The Wardrobe War


The shopping room for men is witnessing a battle between homegrown brands and the foreign ones  ( By Srishti Taneja )

After the shopping queens, the bazaar has turned its attention to queuing up the kings. The luxury formal menswear market is at an all time unexpected high in India. This has been inviting more and more luxury retailers to the country. From the way men are stocking up on branded suits, one could not tell that the world was going through a recession just a few years back.

There is a wide section of Indian-origin brands in the country. These have been a part of the Indian market since ages. They have been accepted, trusted and loyalty towards them are spread over generations. The buyers have been long associated with the heart and soul of these brands: namely Raymond, Peter England, Louis Philippe, Van Heusen, Allen Solly, Wills Lifestyle and Blackberrys. These hold a majority of the market share till date but some new entrants from foreign shores are eating into their pie.

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The brand image, crafted over years, the loyalty factor and their presence across smaller towns as well as big cities still help the Indian brands in garnering the bigger share of the market. The same could be concluded on a visit to a Raymond store at one of the malls in the National Capital Region (NCR). A manager at one company showroom in one of New Delhi’s swanky malls tells WCRC Leaders Asia that We are a really big and stable brand and that there has been no such effect on our sales though more and more international brands are flooding our shopping spaces. In fact, our sales have been consistently on the upswing.”

Indian brands aim at building strong retail network and distribution system and the lower prices of their products give them an advantage as compared to those from international stables.boss-1
But a sizeable minority is choosing to opt for the fancy brands from faraway shores. International retailers, especially in the menswear segment, are increasing their presence rapidly. Currently, menswear holds the major chunk of the apparel market at 43 per cent. This share is expected to further increase. Gucci, Armani, Canali, Alfred Dunhill, Burberry, Corneliani are in the competition to clothe the distinguished Indian gentlemen. Some of these brands are generally seen as affordable ones in the developed markets but assume an
aura of luxury in the emerging markets. Their clothes may not be priced reasonably but they appeal to the prestige and status quotient of their target customers.
These brands have not just come into the Indian market and flooded the stores with their western designs. Many have fused western trends with Indian flavours. Hence one comes across something like the Nawab collection at Canali. And these brands have already found their appeal amongst a part of the country’s population that has the highest disposable income and usually live in Tier-1 cities.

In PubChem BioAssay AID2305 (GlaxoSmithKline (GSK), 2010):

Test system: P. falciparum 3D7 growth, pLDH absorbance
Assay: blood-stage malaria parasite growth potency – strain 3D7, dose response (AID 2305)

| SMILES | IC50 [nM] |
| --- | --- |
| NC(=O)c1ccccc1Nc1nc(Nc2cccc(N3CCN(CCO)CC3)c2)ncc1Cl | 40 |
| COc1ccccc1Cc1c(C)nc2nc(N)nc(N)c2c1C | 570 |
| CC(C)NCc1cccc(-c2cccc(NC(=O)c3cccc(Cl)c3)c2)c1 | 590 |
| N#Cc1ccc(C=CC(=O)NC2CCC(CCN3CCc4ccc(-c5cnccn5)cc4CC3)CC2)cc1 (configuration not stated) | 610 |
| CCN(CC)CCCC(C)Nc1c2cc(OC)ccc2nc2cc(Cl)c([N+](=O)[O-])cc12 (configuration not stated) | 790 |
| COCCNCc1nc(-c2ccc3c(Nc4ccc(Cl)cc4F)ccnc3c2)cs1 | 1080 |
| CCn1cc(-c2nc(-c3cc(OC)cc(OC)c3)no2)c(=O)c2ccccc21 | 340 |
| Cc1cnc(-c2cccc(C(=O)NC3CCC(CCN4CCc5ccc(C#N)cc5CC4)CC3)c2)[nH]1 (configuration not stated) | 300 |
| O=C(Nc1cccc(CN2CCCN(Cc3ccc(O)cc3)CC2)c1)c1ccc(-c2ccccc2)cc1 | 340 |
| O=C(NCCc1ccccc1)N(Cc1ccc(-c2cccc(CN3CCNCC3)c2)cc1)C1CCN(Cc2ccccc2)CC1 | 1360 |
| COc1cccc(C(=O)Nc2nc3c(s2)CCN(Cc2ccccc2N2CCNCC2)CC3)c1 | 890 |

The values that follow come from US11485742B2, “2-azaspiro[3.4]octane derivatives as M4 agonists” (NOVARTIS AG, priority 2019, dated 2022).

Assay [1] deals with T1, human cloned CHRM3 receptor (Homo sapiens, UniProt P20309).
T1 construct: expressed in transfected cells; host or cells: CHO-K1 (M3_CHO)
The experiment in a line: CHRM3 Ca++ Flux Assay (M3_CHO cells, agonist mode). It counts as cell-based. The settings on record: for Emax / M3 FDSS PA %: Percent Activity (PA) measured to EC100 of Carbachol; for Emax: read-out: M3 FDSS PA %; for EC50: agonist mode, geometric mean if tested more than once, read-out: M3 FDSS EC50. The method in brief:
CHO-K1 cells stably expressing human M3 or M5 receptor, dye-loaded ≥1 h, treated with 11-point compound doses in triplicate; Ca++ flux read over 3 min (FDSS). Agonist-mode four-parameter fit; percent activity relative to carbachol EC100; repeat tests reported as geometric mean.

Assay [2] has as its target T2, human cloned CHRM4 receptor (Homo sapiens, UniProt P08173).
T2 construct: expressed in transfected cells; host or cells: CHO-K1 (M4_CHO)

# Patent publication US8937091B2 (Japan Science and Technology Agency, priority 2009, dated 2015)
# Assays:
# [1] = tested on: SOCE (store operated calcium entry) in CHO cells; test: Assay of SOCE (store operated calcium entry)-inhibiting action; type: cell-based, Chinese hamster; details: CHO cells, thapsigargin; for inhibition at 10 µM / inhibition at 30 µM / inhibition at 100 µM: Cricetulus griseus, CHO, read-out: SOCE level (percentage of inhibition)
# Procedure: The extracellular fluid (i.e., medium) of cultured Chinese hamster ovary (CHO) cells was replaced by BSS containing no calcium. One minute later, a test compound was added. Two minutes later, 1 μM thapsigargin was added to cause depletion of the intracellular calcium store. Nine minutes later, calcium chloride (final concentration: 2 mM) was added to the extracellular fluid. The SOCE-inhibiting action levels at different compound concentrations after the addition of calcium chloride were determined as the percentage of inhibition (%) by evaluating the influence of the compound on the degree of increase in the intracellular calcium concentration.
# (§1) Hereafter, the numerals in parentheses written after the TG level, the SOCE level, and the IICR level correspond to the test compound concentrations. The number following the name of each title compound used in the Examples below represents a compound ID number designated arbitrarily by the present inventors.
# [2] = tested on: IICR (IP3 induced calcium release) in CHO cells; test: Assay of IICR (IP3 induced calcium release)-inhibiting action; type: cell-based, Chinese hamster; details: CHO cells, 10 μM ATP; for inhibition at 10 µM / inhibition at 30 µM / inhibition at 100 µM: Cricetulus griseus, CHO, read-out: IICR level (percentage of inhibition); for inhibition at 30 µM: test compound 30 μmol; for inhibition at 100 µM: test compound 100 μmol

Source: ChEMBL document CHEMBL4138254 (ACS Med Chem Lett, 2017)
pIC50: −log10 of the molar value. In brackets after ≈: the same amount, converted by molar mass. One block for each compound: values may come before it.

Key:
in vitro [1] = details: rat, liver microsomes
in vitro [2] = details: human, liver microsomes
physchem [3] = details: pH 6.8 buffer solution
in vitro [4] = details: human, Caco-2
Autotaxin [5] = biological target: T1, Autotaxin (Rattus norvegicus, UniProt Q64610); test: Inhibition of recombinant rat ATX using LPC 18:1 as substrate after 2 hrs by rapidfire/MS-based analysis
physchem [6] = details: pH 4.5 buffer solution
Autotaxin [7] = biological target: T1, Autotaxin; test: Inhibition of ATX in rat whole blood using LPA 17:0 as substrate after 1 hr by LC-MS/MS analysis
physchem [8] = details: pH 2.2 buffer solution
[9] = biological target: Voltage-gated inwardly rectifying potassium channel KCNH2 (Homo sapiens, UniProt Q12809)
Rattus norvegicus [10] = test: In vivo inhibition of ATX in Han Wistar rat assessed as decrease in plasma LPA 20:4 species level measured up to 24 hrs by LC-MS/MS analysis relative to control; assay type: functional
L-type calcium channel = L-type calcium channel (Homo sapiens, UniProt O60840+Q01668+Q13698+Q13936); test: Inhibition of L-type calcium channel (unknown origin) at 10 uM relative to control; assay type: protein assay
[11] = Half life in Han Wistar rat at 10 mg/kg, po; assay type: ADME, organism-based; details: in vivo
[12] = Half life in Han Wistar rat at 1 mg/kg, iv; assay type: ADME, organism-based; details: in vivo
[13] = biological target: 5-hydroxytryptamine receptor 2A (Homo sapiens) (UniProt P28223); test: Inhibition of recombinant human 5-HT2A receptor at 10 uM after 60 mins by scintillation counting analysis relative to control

Access to knowledge, education, Internet and mobility of men and material is creating awareness amongst people about what’s available in the world. This has increased the demand for foreign designer suits. The Indian elites who used to fly abroad to buy their favourite brands now just have to drive to the nearest luxury shopping centre. These brands have registered steady growth over the years and are likely to touch the 11 percepage16-textnt mark by the end of 2020.
page16-bIndian men are no longer content with quality. They want comfort, fit and perfection. Quite a few international brands have now come up with the option of offering customised merchandise to their select customers. A relatively new entrant in the Indian market, TM Lewin, a UK-based brand for the upper middle segment, offers the service of customising its suits with an endless collection of shirts in flamboyant colours. Jatin Taneja, owner of its Ambience mall store, says, “It’s a myth that all international brands are costly. They just serve a splendid mix of quality and price.” If one looks at the super high segment, there are brands like Ermenegildo Zegna and Canali which again offer their clientele customised tailoring services.
Various companies have been a major instrument in driving luxury into India. Abhay Gupta, founder & CEO of Luxury Connect, which has brought brands like Versace, Gianni, Corneliani, Cadini, etc., says, “An upward movement takes place in terms of brand consumption. Market grows which leads to a growth in the society. The upper end moves to the international brands while the ones buying lower-end domestic brands look forward to an upper segment in the same category. It leads to wholesome growth by increasing the quality and standard of the Indian market.”
Luxury has caught the attention of the youth as well. Young starters at the entry level of corporate world not only indulge in these brands but create an easy influence on other peers as well. Many young, well-off people are hardly found buying Indian brands like Raymond or Van Heusen and rather prefer buying clothes from Zara, French Connection or Tommy Hilfiger. They have fewer liabilities to deal with and thus live in the moment.
Abhishek Vashisth, a recently hired employee at an MNC, says, “My complete formal collection comes from Zara because I feel it’s a trend setter. The best part I like about the brand is its fast changing collection. Every time I visit the store, I surely find something new which fascinates me and compels me to pick it up”. On one hand, the local brands are becoming more committed towards their customers and on the other, international brands are striving to bring the latest tastes and trends to the new market.

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